Now, another way to do this is to not use fiberglass at all. What you could do is use spray-foam insulation – Icynene spray-foam insulation. I did this in my house. In fact, I just got an assessment of how well the home was insulated compared – or how energy-efficient the home was compared to my neighborhood. And it went up to being in the top 19 percent of the neighborhood for insulation, which I thought was quite an accomplishment because my house was built 125 years ago. It’s not like we started with a house that was built in the year 2000. This is a 125-year-old house. It’s in the top 20 percent of the most insulated homes in the area because I used Icynene spray-foam insulation.

    And if you use the spray-foam insulation, you don’t need to ventilate. Basically, you’re changing that area from an unconditioned space to a conditioned space. You can spray up right against the underside of the roof sheathing and case the whole thing in foam and it’ll be far more insulated than you could ever get with the fiberglass. Because let’s face it: we like to see R-30, R-40 in terms of insulation ability. But all you can get is R-19 because you can only get 5½ inches of insulation in there.

    ANDY: Alright. Thank you very much for your help.

    TOM: Yep. Good luck with that project. Thanks so much for calling us at 888-MONEY-PIT.

    LESLIE: Still to come this hour, we’ve got advice on enjoying the warm weather without the bugs. We’re going to tell you how to use screens for outdoor spaces to make your backyard entertaining a bug-free zone, so stick around.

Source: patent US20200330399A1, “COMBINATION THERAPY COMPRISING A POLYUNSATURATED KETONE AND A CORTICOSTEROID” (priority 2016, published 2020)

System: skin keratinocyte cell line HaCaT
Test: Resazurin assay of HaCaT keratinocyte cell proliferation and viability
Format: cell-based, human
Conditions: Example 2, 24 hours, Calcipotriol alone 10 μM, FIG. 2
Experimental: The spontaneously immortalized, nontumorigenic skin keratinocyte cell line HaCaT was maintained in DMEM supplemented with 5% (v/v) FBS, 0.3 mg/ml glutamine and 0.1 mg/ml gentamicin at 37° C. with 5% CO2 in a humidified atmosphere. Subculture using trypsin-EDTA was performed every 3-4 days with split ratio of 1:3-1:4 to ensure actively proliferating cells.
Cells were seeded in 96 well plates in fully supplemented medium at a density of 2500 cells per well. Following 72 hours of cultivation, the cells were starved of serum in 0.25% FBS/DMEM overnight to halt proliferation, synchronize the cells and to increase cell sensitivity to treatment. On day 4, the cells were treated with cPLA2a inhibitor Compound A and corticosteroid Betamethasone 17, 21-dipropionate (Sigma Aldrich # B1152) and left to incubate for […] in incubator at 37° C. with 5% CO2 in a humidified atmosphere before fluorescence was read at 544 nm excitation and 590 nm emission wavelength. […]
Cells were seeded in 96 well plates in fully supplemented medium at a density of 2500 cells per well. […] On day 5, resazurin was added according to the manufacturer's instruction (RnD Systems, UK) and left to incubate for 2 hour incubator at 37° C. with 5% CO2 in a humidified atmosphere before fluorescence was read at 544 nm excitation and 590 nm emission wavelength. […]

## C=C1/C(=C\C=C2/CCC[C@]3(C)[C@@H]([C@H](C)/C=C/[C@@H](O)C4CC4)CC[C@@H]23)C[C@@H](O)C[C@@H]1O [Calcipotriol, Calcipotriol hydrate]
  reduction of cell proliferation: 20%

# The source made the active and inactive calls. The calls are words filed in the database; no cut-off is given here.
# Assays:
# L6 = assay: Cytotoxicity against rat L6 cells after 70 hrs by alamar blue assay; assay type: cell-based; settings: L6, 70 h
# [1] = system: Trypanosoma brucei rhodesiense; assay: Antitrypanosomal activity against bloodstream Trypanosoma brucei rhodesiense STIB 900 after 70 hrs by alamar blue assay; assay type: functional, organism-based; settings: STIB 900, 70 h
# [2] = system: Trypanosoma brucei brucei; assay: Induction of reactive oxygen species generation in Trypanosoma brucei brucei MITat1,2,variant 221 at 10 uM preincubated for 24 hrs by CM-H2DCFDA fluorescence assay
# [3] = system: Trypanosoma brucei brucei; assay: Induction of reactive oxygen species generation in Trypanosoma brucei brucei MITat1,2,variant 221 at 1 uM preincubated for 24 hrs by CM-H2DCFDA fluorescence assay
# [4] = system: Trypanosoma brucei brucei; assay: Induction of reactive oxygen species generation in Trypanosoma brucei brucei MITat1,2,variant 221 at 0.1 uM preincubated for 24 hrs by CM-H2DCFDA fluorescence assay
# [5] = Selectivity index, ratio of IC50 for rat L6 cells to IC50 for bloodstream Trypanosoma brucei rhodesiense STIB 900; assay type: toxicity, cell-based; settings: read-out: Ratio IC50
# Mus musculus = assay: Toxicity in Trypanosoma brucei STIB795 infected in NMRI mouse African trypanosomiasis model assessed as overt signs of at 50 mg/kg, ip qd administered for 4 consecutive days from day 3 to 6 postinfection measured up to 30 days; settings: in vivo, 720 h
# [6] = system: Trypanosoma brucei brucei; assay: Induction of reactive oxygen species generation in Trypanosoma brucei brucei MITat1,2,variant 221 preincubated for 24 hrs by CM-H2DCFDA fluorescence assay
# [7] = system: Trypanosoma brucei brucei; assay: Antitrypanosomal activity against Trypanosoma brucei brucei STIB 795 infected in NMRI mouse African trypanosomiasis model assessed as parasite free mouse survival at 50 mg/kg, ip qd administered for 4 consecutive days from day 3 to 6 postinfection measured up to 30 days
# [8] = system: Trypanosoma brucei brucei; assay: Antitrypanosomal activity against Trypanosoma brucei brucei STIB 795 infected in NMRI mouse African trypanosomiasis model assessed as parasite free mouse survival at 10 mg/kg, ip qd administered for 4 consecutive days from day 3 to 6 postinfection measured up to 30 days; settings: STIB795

ANNOUNCER: When you’re ready to search for a home, start at Realtor.com. Realtor.com is the most accurate home search site. And be sure to work with a realtor to help you through the process. Realtor.com and realtors. Together, we make home happen.

    TOM: Making good homes better, this is The Money Pit Home Improvement Radio Show. I’m Tom Kraeutler.

    LESLIE: And I’m Leslie Segrete.

    TOM: And very soon, Leslie and I will be packing our bags and heading to one of our biggest annual events here at The Money Pit. It’s the National Hardware Show in Las Vegas, where we’ll bring you the inside scoop on the very best new products from inside our Top Products Pavilion, right on the show floor.

    Now, the National Hardware Show is not open to the public, so it gives us the opportunity to kind of see what’s going to be new in the coming year and tell you about it first. We’ll be reporting through the entire show on our Twitter feed, using the hashtag #TopProductsNHS.

    LESLIE: Yeah. And the benefit of following along is really going to give you the first look at the hottest new products that are being rolled out for the season, like Krylon’s SUPERMAXX. And it’s a new spray paint. It’s going to work inside or outside your home and it features best-in-class adhesion, as well as built-in rust protection, which is really what you’re looking for in a spray paint. You don’t have to sand, you don’t have to prime. Krylon’s SUPERMAXX is everything that you expect from a premium paint.